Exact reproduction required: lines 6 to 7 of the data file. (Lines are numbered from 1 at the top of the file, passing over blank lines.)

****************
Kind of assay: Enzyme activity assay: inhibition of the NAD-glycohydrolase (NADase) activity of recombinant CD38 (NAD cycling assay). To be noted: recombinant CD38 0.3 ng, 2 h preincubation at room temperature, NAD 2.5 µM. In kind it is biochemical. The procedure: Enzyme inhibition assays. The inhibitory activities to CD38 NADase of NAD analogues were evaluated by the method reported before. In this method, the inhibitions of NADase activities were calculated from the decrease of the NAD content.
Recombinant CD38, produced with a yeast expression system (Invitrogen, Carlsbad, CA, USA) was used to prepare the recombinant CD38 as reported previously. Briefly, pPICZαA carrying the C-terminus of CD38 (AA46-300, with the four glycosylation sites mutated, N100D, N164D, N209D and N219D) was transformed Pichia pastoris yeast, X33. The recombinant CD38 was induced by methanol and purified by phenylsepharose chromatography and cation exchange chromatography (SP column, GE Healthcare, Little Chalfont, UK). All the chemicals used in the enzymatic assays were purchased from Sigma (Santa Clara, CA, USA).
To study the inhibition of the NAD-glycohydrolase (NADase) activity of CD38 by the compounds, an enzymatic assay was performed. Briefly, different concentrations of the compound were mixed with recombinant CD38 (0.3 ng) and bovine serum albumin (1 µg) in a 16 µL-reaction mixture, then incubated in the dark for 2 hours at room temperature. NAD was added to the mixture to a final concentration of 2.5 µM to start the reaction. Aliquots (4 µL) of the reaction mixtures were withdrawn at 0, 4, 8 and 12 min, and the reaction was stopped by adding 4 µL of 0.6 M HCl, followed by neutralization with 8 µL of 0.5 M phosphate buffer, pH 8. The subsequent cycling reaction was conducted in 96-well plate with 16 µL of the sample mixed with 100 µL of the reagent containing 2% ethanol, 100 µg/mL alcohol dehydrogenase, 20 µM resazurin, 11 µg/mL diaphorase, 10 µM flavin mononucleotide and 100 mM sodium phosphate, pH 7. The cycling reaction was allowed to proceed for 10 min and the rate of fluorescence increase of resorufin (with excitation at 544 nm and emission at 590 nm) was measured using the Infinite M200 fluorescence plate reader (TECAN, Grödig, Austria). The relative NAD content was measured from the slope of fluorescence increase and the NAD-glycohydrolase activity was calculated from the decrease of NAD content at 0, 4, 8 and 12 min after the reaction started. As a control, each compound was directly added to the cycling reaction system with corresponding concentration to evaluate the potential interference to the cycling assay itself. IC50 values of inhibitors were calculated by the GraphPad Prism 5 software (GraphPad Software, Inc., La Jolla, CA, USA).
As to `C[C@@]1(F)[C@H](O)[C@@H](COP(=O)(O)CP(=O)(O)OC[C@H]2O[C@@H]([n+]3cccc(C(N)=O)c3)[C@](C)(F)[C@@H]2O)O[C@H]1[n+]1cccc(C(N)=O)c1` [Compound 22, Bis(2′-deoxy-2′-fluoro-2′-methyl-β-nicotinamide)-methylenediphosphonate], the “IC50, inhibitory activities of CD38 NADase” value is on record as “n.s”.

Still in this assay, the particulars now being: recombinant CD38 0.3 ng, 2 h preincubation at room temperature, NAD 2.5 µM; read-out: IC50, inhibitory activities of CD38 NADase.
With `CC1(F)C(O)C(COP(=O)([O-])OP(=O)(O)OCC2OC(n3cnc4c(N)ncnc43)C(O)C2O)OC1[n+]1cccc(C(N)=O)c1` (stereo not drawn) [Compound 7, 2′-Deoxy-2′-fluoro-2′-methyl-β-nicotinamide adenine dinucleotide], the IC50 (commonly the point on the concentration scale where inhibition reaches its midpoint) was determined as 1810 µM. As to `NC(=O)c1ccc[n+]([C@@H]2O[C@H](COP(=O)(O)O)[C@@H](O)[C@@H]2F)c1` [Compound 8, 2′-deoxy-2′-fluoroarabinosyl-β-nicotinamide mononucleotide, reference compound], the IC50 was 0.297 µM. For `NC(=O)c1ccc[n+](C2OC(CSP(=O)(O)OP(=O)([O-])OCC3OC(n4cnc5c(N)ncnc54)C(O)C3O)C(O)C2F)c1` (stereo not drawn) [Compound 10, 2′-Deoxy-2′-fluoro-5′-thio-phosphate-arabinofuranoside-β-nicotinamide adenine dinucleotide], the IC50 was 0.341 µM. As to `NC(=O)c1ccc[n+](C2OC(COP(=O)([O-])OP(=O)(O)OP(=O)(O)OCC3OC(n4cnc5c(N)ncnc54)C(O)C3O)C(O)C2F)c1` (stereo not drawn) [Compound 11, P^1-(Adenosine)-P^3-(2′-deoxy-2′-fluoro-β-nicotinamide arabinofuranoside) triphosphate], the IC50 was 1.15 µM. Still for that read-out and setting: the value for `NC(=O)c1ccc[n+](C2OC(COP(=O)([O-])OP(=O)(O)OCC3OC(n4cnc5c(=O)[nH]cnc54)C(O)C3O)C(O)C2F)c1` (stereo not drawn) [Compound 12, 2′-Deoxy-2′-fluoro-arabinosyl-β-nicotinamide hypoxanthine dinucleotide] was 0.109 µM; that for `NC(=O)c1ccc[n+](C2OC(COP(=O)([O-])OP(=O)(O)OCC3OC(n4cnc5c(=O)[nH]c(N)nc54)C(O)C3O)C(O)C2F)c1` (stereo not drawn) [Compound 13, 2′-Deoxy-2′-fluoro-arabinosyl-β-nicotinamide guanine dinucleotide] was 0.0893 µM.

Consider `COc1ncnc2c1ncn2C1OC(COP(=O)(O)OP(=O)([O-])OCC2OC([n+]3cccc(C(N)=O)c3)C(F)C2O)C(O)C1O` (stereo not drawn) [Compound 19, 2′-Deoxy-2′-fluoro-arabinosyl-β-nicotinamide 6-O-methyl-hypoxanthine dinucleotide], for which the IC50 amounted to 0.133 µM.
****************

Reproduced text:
With `CC1(F)C(O)C(COP(=O)([O-])OP(=O)(O)OCC2OC(n3cnc4c(N)ncnc43)C(O)C2O)OC1[n+]1cccc(C(N)=O)c1` (stereo not drawn) [Compound 7, 2′-Deoxy-2′-fluoro-2′-methyl-β-nicotinamide adenine dinucleotide], the IC50 (commonly the point on the concentration scale where inhibition reaches its midpoint) was determined as 1810 µM. As to `NC(=O)c1ccc[n+]([C@@H]2O[C@H](COP(=O)(O)O)[C@@H](O)[C@@H]2F)c1` [Compound 8, 2′-deoxy-2′-fluoroarabinosyl-β-nicotinamide mononucleotide, reference compound], the IC50 was 0.297 µM. For `NC(=O)c1ccc[n+](C2OC(CSP(=O)(O)OP(=O)([O-])OCC3OC(n4cnc5c(N)ncnc54)C(O)C3O)C(O)C2F)c1` (stereo not drawn) [Compound 10, 2′-Deoxy-2′-fluoro-5′-thio-phosphate-arabinofuranoside-β-nicotinamide adenine dinucleotide], the IC50 was 0.341 µM. As to `NC(=O)c1ccc[n+](C2OC(COP(=O)([O-])OP(=O)(O)OP(=O)(O)OCC3OC(n4cnc5c(N)ncnc54)C(O)C3O)C(O)C2F)c1` (stereo not drawn) [Compound 11, P^1-(Adenosine)-P^3-(2′-deoxy-2′-fluoro-β-nicotinamide arabinofuranoside) triphosphate], the IC50 was 1.15 µM. Still for that read-out and setting: the value for `NC(=O)c1ccc[n+](C2OC(COP(=O)([O-])OP(=O)(O)OCC3OC(n4cnc5c(=O)[nH]cnc54)C(O)C3O)C(O)C2F)c1` (stereo not drawn) [Compound 12, 2′-Deoxy-2′-fluoro-arabinosyl-β-nicotinamide hypoxanthine dinucleotide] was 0.109 µM; that for `NC(=O)c1ccc[n+](C2OC(COP(=O)([O-])OP(=O)(O)OCC3OC(n4cnc5c(=O)[nH]c(N)nc54)C(O)C3O)C(O)C2F)c1` (stereo not drawn) [Compound 13, 2′-Deoxy-2′-fluoro-arabinosyl-β-nicotinamide guanine dinucleotide] was 0.0893 µM.

Consider `COc1ncnc2c1ncn2C1OC(COP(=O)(O)OP(=O)([O-])OCC2OC([n+]3cccc(C(N)=O)c3)C(F)C2O)C(O)C1O` (stereo not drawn) [Compound 19, 2′-Deoxy-2′-fluoro-arabinosyl-β-nicotinamide 6-O-methyl-hypoxanthine dinucleotide], for which the IC50 amounted to 0.133 µM.